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Discussion Starter #1
:eek:I'm new this site and excited that there are so many diyers. I want to put rubber pavers down on a 14'x7' concrete slab. Water will get up under the tiles and am concerned about freezing in the winter. Will this do damage to the concrete? This is covered but I do get run off in heavy rains. Has anyone used these? How about keeping these tiles clean, leaves and such.
 

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I never heard of anything like this---do you have a link to the product? It's O.K. to post a link.--Mike--
 

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Craftster
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Are these the kind you're talking about?

Rubber Pavers

My husband and I have been talking about tiling our concrete patio and saw these this morning while getting some retaining wall bricks, I was going to ask about them myself so glad to see the topic brought up.
 

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Discussion Starter #4
Sorry location is important. I'm in south central Indiana, where it rains, snows and freezes in the winter. I've seen these pavers at our local big home improvement stores. They are 12" and 24" square. Made from recycled rubber tires, like rubber mulch. Plus they are only about an inch thick and I don't think I would have to glue them down as they appear to have gripping power, they are also molded to look like brick. I think they are a little pricey, $15+ for 24" square, but easier for me to handle. Lighter weight than stone for this 62yr old female that still thinks she can do anything. Thanks for your posts and interest. Maybe with all your input I can decide what I should do. I'm also concerned about bugs (spiders) and mold living under these tiles as this area is a small porch attached to the house. Thanks for any help and advice given.
 

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Energy Saver
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Hey becky brady,

Honestly, you're probably going to have mold and spiders under these pavers, but it's not a big deal.

If you wan't to remove them someday. A quick powerwashing will cure any blemishes.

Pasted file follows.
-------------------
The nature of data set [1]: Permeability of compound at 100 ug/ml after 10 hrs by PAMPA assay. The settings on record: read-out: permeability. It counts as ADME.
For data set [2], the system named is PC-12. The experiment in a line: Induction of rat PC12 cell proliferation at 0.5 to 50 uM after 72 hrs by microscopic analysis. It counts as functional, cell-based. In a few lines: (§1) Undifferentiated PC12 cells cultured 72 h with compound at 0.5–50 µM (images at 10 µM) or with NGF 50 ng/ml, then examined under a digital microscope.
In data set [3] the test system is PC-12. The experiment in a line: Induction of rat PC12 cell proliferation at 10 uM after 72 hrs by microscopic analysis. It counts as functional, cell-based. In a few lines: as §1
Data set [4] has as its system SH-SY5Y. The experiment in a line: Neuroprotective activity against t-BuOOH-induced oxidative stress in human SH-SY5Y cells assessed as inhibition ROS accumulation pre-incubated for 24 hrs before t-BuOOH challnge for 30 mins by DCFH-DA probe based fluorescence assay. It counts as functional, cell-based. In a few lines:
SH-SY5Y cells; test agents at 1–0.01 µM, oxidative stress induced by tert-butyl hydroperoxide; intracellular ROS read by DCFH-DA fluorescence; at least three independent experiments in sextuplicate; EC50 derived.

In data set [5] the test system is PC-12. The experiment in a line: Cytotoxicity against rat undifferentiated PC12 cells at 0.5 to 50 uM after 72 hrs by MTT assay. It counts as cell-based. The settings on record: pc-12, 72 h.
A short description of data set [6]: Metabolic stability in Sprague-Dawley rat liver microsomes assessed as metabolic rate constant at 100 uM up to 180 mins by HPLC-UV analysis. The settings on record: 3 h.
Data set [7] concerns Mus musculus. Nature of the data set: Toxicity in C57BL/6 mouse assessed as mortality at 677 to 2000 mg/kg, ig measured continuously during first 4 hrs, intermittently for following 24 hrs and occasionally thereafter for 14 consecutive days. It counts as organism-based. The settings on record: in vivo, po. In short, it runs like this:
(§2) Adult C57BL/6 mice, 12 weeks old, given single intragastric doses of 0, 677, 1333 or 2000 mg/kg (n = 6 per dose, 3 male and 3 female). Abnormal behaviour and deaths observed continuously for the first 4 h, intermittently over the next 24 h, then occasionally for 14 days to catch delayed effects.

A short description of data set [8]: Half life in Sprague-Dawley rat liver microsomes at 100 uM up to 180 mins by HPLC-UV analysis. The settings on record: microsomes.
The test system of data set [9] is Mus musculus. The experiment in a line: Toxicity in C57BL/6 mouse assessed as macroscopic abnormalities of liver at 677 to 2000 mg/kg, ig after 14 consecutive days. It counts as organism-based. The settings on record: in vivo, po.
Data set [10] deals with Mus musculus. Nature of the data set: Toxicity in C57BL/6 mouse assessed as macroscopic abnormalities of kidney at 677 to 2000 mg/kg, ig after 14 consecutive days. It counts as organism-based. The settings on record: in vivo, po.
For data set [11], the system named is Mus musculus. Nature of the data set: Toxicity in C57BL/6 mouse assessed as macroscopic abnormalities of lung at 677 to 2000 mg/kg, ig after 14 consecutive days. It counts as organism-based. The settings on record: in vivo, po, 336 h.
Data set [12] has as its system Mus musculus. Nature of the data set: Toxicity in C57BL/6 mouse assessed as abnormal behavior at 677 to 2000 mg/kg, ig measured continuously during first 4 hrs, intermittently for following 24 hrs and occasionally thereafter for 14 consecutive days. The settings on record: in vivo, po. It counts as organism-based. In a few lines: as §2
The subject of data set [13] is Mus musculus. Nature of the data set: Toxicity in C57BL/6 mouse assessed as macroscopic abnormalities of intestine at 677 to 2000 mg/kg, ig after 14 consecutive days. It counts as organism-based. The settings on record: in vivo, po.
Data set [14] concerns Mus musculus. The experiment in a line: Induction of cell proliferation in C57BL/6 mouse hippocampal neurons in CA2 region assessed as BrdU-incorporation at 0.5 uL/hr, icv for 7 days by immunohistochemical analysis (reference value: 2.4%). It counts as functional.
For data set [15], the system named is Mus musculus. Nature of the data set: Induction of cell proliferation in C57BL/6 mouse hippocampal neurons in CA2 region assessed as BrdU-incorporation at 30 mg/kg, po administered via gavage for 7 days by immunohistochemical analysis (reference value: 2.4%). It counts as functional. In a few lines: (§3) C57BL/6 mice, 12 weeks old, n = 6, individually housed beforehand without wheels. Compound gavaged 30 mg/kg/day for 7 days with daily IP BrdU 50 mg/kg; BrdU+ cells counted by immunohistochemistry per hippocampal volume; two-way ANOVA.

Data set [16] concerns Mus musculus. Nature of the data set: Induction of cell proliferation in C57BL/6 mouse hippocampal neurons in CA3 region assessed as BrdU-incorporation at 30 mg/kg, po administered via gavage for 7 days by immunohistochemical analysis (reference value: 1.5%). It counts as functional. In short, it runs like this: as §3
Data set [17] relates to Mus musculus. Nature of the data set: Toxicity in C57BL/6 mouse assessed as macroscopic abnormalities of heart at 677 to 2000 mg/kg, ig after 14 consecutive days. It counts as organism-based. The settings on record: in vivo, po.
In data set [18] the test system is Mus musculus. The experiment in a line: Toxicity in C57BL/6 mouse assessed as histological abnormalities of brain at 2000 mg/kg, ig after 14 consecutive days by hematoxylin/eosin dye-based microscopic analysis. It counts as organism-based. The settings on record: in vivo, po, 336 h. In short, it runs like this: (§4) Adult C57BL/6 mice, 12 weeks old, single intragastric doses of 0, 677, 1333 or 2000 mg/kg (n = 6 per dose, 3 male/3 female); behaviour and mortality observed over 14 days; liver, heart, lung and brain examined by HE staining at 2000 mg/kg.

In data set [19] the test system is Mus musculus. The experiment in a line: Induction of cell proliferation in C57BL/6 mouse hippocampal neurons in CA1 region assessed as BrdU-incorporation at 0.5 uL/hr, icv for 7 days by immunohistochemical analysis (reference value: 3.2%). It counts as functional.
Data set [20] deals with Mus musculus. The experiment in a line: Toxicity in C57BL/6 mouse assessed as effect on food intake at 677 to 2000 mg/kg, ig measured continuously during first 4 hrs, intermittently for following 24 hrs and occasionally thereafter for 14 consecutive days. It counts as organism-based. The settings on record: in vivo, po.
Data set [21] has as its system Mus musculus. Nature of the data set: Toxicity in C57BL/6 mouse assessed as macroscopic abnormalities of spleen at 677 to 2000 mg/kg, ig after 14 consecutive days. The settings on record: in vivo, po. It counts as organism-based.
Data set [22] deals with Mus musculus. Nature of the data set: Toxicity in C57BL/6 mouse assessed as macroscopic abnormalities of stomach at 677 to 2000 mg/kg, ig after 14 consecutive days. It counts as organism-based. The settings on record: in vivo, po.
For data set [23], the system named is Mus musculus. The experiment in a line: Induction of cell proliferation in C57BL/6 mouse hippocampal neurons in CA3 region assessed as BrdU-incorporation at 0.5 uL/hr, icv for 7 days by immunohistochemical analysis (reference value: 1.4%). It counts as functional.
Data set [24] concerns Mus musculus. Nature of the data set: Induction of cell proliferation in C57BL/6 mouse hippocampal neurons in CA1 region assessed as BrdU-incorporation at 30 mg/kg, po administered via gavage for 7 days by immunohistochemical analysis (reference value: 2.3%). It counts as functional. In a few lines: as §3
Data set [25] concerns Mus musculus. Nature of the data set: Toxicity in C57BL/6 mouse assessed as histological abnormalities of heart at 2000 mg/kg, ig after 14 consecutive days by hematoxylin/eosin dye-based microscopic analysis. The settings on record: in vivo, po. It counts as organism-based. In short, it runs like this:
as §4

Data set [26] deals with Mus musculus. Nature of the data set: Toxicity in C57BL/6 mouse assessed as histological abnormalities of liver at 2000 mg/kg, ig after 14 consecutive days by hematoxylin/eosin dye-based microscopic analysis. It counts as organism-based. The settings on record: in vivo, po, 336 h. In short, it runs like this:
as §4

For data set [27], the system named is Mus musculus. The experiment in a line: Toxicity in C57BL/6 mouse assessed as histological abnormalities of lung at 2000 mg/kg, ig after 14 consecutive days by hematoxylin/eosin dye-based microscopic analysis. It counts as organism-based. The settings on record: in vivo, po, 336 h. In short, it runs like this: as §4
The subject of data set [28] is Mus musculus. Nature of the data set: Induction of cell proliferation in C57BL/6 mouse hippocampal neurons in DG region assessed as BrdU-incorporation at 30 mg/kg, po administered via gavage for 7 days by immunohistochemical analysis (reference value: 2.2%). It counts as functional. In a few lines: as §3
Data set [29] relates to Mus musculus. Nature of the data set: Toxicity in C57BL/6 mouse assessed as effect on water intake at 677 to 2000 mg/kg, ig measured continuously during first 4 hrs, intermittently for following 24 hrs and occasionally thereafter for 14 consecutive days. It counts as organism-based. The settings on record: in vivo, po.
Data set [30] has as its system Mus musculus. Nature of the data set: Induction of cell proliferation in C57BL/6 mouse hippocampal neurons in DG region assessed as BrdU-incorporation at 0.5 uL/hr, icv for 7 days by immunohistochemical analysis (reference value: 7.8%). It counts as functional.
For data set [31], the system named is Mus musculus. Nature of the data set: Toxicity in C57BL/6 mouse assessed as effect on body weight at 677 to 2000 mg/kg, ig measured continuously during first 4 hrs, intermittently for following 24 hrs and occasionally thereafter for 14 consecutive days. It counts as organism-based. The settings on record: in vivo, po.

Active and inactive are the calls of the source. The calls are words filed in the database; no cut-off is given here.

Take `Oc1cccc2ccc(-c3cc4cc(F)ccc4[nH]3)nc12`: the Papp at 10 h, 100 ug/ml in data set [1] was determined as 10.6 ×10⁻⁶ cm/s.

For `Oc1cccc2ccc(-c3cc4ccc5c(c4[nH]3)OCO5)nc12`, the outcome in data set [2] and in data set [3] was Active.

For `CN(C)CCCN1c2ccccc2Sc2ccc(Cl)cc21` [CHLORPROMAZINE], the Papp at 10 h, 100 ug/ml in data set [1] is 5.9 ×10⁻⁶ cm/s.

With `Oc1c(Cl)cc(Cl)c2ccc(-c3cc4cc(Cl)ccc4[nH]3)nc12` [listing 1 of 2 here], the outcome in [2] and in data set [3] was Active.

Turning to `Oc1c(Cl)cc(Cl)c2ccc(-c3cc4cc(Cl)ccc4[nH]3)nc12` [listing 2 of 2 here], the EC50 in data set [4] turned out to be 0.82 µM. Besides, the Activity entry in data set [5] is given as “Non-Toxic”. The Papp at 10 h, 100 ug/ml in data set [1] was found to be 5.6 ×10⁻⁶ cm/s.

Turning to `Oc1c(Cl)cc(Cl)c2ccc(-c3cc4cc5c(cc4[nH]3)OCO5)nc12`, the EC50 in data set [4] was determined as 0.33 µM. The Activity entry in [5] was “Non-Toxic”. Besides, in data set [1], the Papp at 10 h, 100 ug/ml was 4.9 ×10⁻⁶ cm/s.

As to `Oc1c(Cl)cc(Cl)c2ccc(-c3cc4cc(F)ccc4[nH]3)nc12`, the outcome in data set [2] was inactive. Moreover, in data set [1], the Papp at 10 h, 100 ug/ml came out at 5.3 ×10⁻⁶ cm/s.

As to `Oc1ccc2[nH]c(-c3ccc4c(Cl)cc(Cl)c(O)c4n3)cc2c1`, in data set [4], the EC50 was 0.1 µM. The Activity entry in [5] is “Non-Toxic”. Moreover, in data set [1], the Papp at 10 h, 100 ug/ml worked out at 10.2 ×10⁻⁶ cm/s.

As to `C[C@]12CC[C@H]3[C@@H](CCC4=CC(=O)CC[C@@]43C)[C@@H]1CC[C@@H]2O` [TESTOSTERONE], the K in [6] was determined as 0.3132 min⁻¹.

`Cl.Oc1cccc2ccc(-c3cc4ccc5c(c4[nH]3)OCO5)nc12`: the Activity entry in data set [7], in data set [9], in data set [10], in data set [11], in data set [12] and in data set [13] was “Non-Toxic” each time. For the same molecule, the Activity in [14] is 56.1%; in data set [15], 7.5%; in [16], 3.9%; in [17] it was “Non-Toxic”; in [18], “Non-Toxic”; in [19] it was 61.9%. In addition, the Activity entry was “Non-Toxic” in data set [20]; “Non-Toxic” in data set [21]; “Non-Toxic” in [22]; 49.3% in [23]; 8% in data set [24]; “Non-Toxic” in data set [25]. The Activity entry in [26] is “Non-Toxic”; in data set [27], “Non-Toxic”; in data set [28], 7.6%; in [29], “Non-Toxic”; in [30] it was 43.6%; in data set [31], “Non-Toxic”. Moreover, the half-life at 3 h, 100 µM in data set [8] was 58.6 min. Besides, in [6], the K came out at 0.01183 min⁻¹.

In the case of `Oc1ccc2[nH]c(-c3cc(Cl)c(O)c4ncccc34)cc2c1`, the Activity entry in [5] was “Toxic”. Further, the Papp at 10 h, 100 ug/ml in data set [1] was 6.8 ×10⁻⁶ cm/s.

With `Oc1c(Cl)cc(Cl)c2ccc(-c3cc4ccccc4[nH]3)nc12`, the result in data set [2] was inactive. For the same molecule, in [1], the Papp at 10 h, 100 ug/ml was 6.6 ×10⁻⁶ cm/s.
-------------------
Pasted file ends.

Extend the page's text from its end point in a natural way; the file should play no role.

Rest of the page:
You may want to Tapcon a piece of aluminum around the outer edge of your patio to "lock" the pavers into place. This will keep them from moving around on you.
 

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Too Short? Cut it Again!
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I have specified a lot of rubber paving products for clients and all have seemed delighted---even those most skeptical to start. The good products come in nice color choices and shapes and patterns ranging from brick patterns, to patio tiles and large rectangles. They are durable, easy to install, maintain and replace and adapt well to extreme climates (although you should not install them under such if possible). The nature of their material gives them resilience that is delightful to walk on and when you search you will find gallery images showing them in use around racetracks, pools and things. Because they have some flex to them, they are an excellent choice of material to put down over a concrete slab that might have surface imperfections that might crack harder materials.

One negative is that they are somewhat porous and will show construction dust and so forth so do not install them until the end of your project.

Don't waste your money on the box store rubber paving products. They are too thin just too start. I would be surprised if they were warranted at all.

Not sure what all these green credits will mean, if anything, but most brick paving products are made from recycled tires.
 

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Discussion Starter #9
Thanks scubadave for the welcome. Still not sure I want to do this. And thanks sdsester for your information. I'm somewhat of neat freak, as sit here looking at my clutter on my porch. rocking chairs, ferns, bakers rack, birdhouses. My garden hose is my best friend, I just hose everything down, which makes feel everything is squeeky clean. I know I should probably use stone, but the idea of something soft underfoot, and something easier to install is enticing. Keep the comments coming. Ive never been so undecided.
 

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Craftster
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sdsester - can the rubber pavers be cut to fit (say, if you start laying them at the front of the patio and work to where it meets the house and need to trim them)? And if so, what would be best to cut them with?
 

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Too Short? Cut it Again!
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sdsester - can the rubber pavers be cut to fit (say, if you start laying them at the front of the patio and work to where it meets the house and need to trim them)? And if so, what would be best to cut them with?
If using tile type, large or small, rubber pavers, you would not want to work from one edge to the opposing one. You should do a layout like you would for any tile floor so all the adjustments do not end up in a weird looking course, probably out of square with the house.

You can use sharp wood working tools to cut the pavers.
 

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Craftster
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Okay, gotcha, I was mainly worried that cutting them might make them wear more quickly, but I guess if they are rubber through and through it shouldn't be a problem. Thanks. :)
 
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